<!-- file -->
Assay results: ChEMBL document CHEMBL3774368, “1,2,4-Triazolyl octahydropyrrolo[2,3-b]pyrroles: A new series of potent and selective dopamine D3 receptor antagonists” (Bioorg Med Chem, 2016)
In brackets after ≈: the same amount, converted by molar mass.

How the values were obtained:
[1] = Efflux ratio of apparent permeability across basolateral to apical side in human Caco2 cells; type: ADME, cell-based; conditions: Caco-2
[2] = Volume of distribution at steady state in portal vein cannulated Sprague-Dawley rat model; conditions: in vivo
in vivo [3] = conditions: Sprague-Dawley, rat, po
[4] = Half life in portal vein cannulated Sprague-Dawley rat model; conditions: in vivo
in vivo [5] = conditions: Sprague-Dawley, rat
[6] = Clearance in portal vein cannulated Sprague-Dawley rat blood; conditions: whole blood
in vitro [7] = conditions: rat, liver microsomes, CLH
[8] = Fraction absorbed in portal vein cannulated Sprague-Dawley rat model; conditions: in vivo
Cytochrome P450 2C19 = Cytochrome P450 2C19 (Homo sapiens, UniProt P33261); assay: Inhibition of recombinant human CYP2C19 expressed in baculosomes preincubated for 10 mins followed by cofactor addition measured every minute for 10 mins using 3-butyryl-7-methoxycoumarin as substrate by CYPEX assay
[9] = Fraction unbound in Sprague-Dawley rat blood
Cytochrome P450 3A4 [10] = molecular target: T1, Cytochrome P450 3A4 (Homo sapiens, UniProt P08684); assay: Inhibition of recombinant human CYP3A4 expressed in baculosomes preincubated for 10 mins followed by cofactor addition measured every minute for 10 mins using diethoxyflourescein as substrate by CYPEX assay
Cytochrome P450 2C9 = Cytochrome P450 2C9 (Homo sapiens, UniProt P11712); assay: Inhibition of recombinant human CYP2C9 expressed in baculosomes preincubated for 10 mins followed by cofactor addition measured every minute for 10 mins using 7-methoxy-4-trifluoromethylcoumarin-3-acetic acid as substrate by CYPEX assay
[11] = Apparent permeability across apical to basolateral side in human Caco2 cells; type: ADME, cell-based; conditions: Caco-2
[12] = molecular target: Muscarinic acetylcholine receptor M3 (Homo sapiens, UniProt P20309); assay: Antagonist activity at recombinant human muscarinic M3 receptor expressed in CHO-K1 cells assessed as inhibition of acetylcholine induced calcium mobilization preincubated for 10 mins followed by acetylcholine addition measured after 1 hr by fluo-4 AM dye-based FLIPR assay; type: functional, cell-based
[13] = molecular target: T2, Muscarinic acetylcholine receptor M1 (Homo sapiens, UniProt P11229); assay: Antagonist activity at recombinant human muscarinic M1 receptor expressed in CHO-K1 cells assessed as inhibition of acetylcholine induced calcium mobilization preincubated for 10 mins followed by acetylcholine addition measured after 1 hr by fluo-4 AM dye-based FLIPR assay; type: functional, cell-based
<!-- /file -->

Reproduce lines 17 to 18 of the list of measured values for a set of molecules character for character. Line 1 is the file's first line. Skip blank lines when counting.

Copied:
[12] = molecular target: Muscarinic acetylcholine receptor M3 (Homo sapiens, UniProt P20309); assay: Antagonist activity at recombinant human muscarinic M3 receptor expressed in CHO-K1 cells assessed as inhibition of acetylcholine induced calcium mobilization preincubated for 10 mins followed by acetylcholine addition measured after 1 hr by fluo-4 AM dye-based FLIPR assay; type: functional, cell-based
[13] = molecular target: T2, Muscarinic acetylcholine receptor M1 (Homo sapiens, UniProt P11229); assay: Antagonist activity at recombinant human muscarinic M1 receptor expressed in CHO-K1 cells assessed as inhibition of acetylcholine induced calcium mobilization preincubated for 10 mins followed by acetylcholine addition measured after 1 hr by fluo-4 AM dye-based FLIPR assay; type: functional, cell-based